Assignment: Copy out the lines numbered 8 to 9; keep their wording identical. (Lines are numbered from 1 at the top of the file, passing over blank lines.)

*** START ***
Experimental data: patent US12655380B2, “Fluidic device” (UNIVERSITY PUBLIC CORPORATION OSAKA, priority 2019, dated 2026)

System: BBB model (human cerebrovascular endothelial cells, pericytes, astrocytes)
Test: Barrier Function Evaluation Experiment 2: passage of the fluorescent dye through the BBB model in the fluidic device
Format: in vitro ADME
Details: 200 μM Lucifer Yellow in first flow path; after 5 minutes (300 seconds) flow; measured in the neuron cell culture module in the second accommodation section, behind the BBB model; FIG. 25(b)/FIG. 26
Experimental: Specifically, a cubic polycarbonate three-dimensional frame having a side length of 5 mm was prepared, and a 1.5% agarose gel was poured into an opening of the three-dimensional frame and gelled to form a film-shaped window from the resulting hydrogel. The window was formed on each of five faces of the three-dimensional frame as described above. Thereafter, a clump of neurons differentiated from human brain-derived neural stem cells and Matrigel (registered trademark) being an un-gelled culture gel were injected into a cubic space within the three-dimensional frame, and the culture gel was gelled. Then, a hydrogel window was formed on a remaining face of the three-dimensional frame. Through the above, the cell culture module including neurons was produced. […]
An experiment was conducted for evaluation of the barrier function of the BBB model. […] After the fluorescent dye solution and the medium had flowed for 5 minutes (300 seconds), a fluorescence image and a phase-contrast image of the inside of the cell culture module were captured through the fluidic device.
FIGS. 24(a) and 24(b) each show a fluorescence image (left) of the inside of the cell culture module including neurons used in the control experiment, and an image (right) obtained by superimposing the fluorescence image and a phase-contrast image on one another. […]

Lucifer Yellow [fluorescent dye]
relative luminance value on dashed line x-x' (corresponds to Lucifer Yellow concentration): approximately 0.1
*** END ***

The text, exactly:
FIGS. 24(a) and 24(b) each show a fluorescence image (left) of the inside of the cell culture module including neurons used in the control experiment, and an image (right) obtained by superimposing the fluorescence image and a phase-contrast image on one another. […]

Lucifer Yellow [fluorescent dye]